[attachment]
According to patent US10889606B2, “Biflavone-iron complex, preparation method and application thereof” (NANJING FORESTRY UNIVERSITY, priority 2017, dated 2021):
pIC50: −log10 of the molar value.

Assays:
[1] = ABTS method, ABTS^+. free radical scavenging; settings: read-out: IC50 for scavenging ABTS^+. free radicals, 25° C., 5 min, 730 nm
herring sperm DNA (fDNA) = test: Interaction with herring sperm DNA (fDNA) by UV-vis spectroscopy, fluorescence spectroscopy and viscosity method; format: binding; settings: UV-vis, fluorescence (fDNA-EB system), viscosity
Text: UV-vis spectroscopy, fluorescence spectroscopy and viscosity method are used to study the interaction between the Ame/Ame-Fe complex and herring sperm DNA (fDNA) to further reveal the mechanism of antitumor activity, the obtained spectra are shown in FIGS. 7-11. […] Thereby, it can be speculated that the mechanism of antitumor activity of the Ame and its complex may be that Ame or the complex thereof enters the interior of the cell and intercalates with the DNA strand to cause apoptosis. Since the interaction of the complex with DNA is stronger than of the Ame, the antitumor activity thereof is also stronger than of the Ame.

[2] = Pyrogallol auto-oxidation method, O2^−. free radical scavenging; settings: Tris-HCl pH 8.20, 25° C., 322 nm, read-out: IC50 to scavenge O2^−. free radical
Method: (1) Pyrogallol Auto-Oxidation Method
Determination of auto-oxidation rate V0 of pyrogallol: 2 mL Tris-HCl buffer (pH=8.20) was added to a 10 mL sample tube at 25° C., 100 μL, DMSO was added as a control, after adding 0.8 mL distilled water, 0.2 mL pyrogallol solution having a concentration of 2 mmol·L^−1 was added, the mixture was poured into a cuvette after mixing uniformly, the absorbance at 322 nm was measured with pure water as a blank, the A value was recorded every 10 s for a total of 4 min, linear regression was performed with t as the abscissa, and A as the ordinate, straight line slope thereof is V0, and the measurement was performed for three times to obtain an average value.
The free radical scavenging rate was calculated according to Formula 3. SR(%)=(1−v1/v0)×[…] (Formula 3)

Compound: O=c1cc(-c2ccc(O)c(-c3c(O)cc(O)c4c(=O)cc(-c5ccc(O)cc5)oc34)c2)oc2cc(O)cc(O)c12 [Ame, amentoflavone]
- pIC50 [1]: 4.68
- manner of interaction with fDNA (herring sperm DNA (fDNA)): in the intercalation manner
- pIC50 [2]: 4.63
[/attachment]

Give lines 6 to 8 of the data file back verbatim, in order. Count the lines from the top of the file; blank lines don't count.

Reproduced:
Text: UV-vis spectroscopy, fluorescence spectroscopy and viscosity method are used to study the interaction between the Ame/Ame-Fe complex and herring sperm DNA (fDNA) to further reveal the mechanism of antitumor activity, the obtained spectra are shown in FIGS. 7-11. […] Thereby, it can be speculated that the mechanism of antitumor activity of the Ame and its complex may be that Ame or the complex thereof enters the interior of the cell and intercalates with the DNA strand to cause apoptosis. Since the interaction of the complex with DNA is stronger than of the Ame, the antitumor activity thereof is also stronger than of the Ame.

[2] = Pyrogallol auto-oxidation method, O2^−. free radical scavenging; settings: Tris-HCl pH 8.20, 25° C., 322 nm, read-out: IC50 to scavenge O2^−. free radical
Method: (1) Pyrogallol Auto-Oxidation Method